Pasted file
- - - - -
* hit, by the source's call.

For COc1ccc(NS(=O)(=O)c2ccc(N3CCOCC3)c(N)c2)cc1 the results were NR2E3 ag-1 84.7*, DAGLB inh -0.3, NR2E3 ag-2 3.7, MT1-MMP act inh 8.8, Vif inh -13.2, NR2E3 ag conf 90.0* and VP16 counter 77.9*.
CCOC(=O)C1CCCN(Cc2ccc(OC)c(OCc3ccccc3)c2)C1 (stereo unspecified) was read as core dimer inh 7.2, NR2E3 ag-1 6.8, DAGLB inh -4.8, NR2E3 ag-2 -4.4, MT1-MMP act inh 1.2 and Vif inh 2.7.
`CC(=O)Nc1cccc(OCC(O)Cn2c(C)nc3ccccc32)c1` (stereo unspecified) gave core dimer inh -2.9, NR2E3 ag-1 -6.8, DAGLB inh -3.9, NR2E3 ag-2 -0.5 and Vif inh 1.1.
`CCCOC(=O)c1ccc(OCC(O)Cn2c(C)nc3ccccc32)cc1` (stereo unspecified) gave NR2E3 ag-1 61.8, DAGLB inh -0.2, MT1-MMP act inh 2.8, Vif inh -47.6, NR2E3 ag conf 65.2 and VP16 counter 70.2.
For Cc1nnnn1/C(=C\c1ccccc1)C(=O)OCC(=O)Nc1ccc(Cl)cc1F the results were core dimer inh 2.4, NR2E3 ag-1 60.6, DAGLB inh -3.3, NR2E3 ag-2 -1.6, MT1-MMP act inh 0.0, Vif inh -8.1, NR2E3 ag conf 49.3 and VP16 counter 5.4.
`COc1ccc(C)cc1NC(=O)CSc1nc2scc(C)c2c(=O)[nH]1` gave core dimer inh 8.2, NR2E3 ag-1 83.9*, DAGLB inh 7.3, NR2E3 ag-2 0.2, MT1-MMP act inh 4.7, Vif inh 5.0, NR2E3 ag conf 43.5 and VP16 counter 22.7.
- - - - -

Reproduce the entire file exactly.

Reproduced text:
* hit, by the source's call.

For COc1ccc(NS(=O)(=O)c2ccc(N3CCOCC3)c(N)c2)cc1 the results were NR2E3 ag-1 84.7*, DAGLB inh -0.3, NR2E3 ag-2 3.7, MT1-MMP act inh 8.8, Vif inh -13.2, NR2E3 ag conf 90.0* and VP16 counter 77.9*.
CCOC(=O)C1CCCN(Cc2ccc(OC)c(OCc3ccccc3)c2)C1 (stereo unspecified) was read as core dimer inh 7.2, NR2E3 ag-1 6.8, DAGLB inh -4.8, NR2E3 ag-2 -4.4, MT1-MMP act inh 1.2 and Vif inh 2.7.
`CC(=O)Nc1cccc(OCC(O)Cn2c(C)nc3ccccc32)c1` (stereo unspecified) gave core dimer inh -2.9, NR2E3 ag-1 -6.8, DAGLB inh -3.9, NR2E3 ag-2 -0.5 and Vif inh 1.1.
`CCCOC(=O)c1ccc(OCC(O)Cn2c(C)nc3ccccc32)cc1` (stereo unspecified) gave NR2E3 ag-1 61.8, DAGLB inh -0.2, MT1-MMP act inh 2.8, Vif inh -47.6, NR2E3 ag conf 65.2 and VP16 counter 70.2.
For Cc1nnnn1/C(=C\c1ccccc1)C(=O)OCC(=O)Nc1ccc(Cl)cc1F the results were core dimer inh 2.4, NR2E3 ag-1 60.6, DAGLB inh -3.3, NR2E3 ag-2 -1.6, MT1-MMP act inh 0.0, Vif inh -8.1, NR2E3 ag conf 49.3 and VP16 counter 5.4.
`COc1ccc(C)cc1NC(=O)CSc1nc2scc(C)c2c(=O)[nH]1` gave core dimer inh 8.2, NR2E3 ag-1 83.9*, DAGLB inh 7.3, NR2E3 ag-2 0.2, MT1-MMP act inh 4.7, Vif inh 5.0, NR2E3 ag conf 43.5 and VP16 counter 22.7.